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[*] posted on 9-6-2017 at 03:39 PM
Amphibious Warfare

Marine Airpower’s Future: Networking F-35s, V-22s, & MUX Drones

By Sydney J. Freedberg Jr.

on June 08, 2017 at 3:36 PM

A Marine F-35B in vertical landing mode.

CAPITOL HILL: The Marine Corps’ top pilot sketched a vision of fast-paced and networked air operations, spearheaded by F-35 fighters, V-22 tiltrotors, and the future MUX drones, all linked to each other and the rest of the force by Link-16 and MADL.

Marine F-35s have already practiced spotting targets for Marine artillery rockets and Navy missile defenses, Lt. Gen. Jon Davis told reporters. Now imagine those F-35s linked to swarms of MUX drones — cheaper and more expendable than manned fighters — that provide even more sensor data, more firepower, more jamming and even resupply. Imagine V-22 Osprey tiltrotors, escorted by F-35s and MUX, carrying fuel, munitions and spare parts to hardscrabble forward airbases, where the fighters and drones can land to refuel, rearm, and return to the fight without flying back to the fleet.

The goal is to sustain a relentless tempo of strikes in the teeth of high-tech defenses — even while the Navy ships that support Marine operations hang back out of range of land-based cruise missiles. The challenge of so-called Anti-Access/Area Denial threats and the opportunities of new technology have  triggered an upsurge of tactical innovation, especially among young Marines.

“It’s a good time to be a US Marine,” Davis told reporters after a Senate airpower hearing yesterday. Visibly enthused, he described one development after another as “exciting” and wishing aloud that he could get in the cockpit himself. (After 37 years in uniform, Davis is in fact retiring next month). “I wish I was younger so I could fly this thing, but I’ll have to vicariously watch other people do it,” he said.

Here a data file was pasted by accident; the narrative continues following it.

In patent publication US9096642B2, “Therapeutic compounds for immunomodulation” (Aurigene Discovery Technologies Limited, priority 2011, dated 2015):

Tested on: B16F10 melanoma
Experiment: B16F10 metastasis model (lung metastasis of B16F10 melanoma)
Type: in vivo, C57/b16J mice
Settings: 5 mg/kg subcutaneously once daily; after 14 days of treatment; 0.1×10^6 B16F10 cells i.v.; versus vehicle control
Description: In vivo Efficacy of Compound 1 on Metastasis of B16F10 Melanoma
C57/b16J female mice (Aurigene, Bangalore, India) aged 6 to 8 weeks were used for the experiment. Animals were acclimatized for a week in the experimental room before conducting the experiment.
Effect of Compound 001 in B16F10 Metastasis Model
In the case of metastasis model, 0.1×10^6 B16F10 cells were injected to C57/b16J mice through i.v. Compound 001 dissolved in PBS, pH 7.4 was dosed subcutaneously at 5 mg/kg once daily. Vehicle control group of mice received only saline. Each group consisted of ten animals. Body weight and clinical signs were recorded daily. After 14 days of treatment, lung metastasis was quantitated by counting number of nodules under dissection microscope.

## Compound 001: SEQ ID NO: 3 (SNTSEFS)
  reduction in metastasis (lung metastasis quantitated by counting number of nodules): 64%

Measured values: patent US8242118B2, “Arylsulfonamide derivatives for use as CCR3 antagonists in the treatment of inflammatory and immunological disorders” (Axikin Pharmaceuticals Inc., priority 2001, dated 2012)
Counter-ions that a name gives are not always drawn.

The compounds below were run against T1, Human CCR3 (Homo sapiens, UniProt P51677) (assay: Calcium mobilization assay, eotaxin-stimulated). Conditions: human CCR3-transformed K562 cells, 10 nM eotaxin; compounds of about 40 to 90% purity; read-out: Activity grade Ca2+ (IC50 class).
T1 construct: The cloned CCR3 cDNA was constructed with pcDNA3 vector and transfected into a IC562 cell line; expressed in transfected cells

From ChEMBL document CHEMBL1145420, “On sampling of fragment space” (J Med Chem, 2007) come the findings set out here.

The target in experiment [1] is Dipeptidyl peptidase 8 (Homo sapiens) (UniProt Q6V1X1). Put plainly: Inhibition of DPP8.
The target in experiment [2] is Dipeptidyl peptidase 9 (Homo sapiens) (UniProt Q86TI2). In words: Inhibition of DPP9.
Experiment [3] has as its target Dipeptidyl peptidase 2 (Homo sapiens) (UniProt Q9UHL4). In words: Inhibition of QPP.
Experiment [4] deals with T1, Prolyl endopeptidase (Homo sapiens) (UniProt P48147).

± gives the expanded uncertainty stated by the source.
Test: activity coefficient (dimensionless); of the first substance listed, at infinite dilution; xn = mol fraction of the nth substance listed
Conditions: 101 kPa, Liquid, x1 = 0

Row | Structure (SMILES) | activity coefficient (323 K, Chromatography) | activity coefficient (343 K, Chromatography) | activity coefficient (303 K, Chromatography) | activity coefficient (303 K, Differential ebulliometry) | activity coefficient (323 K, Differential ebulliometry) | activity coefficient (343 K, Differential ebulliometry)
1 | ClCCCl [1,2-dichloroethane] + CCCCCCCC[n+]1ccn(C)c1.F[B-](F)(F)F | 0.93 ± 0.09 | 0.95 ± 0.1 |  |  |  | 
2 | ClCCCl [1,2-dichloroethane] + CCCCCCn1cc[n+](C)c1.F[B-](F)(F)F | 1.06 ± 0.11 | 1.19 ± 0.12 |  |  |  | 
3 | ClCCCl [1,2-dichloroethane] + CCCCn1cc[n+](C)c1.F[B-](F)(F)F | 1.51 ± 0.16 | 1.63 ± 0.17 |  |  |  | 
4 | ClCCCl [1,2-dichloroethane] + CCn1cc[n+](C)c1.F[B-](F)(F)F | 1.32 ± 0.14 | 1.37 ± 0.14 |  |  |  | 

The innovation is especially vibrant in the F-35 community, Davis said. And that community extends beyond the Marines, he emphasized: “It’s really cool, the synergy between the services.”
While Navy F-35Cs won’t reach Initial Operational Capability until 2019, “the Marine Corps and the Air Force IOC’d already, and already we’re integrating our weapons schools at Yuma and at Nellis,” Davis said. A Marine is flying F-35As as an instructor in the Air Force school at Nellis, while an Air Force F-35A pilot is getting his F-35B qualification to instruct at Yuma.

Yuma’s Weapons & Tactics Instructors (WTIs) are at the forefront of exploring new ways to use the new plane, such as having an F-35 spot ground targets and transmit targeting data to Guided MLRS artillery rockets. The launcher itself had been flown in on a C-130 transport, Davis added, simulating a “rocket artillery raid” — the kind of rapid deployment of heavy firepower to a forward base that is central to future Marine Corps concepts of operations.

For this initial experiment, the F-35 pilots had to manually relay target data to the artillery unit on the ground, Davis said, but “the next WTI class will probably look for automatic target handoff to the GMLRS battery.”

To pass data from F-35s to other forces, Davis said, “Link-16’s one way we do that right now, (but) we’d like to have higher fidelity, higher bandwidth data,” for example by using (the) Multifunction Advanced Data Link (MADL) built into F-35s. MADL was originally meant as a way for F-35s to communicate with each other, undetected by the enemy, but the military is now experimenting with MADL links to other systems. In a test last fall, for example, an F-35 passed target data via MADL to a Navy Aegis air and missile defense system. The Aegis wasn’t on an actual ship but rather a test installation at White Sands Missile Range, the so-called Desert Ship.

In the White Sands test, Davis explained, there was an incoming cruise missile that the “ship” couldn’t see with its own radars because it was hidden behind a mountain range. Flying much higher than a ship’s radar mast and therefore enjoying a much wider field of view, the F-35 saw the missile and transmitted target data via MADL. The ship fired a SM-6 interceptor missile and shot the threat down. What Davis may know and be keeping to himself is just how much greater is range and sensitivity of the F-35’s sensors. But he did offer a few hints.